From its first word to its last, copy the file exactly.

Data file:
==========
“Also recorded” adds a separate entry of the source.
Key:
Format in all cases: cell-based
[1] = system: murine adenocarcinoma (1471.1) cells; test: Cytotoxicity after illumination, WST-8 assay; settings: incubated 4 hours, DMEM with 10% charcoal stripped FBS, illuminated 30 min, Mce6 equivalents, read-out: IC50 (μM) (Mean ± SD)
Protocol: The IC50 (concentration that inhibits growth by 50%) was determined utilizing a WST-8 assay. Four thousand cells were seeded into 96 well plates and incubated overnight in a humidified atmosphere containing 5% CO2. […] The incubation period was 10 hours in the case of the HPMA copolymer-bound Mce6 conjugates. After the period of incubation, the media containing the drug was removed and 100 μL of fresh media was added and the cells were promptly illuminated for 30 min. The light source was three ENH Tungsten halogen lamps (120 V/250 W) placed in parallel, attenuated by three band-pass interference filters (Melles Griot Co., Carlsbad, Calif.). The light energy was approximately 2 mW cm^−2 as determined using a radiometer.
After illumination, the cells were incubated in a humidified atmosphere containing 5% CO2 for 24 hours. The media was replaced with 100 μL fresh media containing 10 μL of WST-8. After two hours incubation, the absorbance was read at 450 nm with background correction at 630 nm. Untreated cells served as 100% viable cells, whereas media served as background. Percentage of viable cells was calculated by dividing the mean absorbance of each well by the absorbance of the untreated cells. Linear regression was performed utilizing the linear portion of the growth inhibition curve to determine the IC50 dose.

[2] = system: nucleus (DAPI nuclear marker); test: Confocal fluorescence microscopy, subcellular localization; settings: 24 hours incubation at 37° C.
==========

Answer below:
“Also recorded” adds a separate entry of the source.
Key:
Format in all cases: cell-based
[1] = system: murine adenocarcinoma (1471.1) cells; test: Cytotoxicity after illumination, WST-8 assay; settings: incubated 4 hours, DMEM with 10% charcoal stripped FBS, illuminated 30 min, Mce6 equivalents, read-out: IC50 (μM) (Mean ± SD)
Protocol: The IC50 (concentration that inhibits growth by 50%) was determined utilizing a WST-8 assay. Four thousand cells were seeded into 96 well plates and incubated overnight in a humidified atmosphere containing 5% CO2. […] The incubation period was 10 hours in the case of the HPMA copolymer-bound Mce6 conjugates. After the period of incubation, the media containing the drug was removed and 100 μL of fresh media was added and the cells were promptly illuminated for 30 min. The light source was three ENH Tungsten halogen lamps (120 V/250 W) placed in parallel, attenuated by three band-pass interference filters (Melles Griot Co., Carlsbad, Calif.). The light energy was approximately 2 mW cm^−2 as determined using a radiometer.
After illumination, the cells were incubated in a humidified atmosphere containing 5% CO2 for 24 hours. The media was replaced with 100 μL fresh media containing 10 μL of WST-8. After two hours incubation, the absorbance was read at 450 nm with background correction at 630 nm. Untreated cells served as 100% viable cells, whereas media served as background. Percentage of viable cells was calculated by dividing the mean absorbance of each well by the absorbance of the untreated cells. Linear regression was performed utilizing the linear portion of the growth inhibition curve to determine the IC50 dose.

[2] = system: nucleus (DAPI nuclear marker); test: Confocal fluorescence microscopy, subcellular localization; settings: 24 hours incubation at 37° C.